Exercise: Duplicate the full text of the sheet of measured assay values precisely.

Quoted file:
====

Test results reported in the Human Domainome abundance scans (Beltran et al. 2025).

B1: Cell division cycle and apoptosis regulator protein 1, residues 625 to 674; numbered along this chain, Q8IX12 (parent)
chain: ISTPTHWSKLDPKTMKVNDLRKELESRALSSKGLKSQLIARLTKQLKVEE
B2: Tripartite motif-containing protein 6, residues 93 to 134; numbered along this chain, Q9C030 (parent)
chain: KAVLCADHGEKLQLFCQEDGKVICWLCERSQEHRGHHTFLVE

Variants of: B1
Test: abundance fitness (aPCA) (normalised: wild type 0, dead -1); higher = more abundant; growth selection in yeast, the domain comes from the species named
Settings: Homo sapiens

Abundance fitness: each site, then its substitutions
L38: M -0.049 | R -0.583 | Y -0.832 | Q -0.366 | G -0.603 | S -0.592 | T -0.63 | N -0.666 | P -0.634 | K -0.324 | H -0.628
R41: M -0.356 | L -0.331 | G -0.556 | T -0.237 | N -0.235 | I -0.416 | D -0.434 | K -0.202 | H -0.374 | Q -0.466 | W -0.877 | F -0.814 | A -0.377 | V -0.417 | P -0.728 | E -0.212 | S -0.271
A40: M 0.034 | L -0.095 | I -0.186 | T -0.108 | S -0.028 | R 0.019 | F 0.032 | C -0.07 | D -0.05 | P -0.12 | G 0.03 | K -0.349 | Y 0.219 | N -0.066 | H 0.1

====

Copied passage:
Test results reported in the Human Domainome abundance scans (Beltran et al. 2025).

B1: Cell division cycle and apoptosis regulator protein 1, residues 625 to 674; numbered along this chain, Q8IX12 (parent)
chain: ISTPTHWSKLDPKTMKVNDLRKELESRALSSKGLKSQLIARLTKQLKVEE
B2: Tripartite motif-containing protein 6, residues 93 to 134; numbered along this chain, Q9C030 (parent)
chain: KAVLCADHGEKLQLFCQEDGKVICWLCERSQEHRGHHTFLVE

Variants of: B1
Test: abundance fitness (aPCA) (normalised: wild type 0, dead -1); higher = more abundant; growth selection in yeast, the domain comes from the species named
Settings: Homo sapiens

Abundance fitness: each site, then its substitutions
L38: M -0.049 | R -0.583 | Y -0.832 | Q -0.366 | G -0.603 | S -0.592 | T -0.63 | N -0.666 | P -0.634 | K -0.324 | H -0.628
R41: M -0.356 | L -0.331 | G -0.556 | T -0.237 | N -0.235 | I -0.416 | D -0.434 | K -0.202 | H -0.374 | Q -0.466 | W -0.877 | F -0.814 | A -0.377 | V -0.417 | P -0.728 | E -0.212 | S -0.271
A40: M 0.034 | L -0.095 | I -0.186 | T -0.108 | S -0.028 | R 0.019 | F 0.032 | C -0.07 | D -0.05 | P -0.12 | G 0.03 | K -0.349 | Y 0.219 | N -0.066 | H 0.1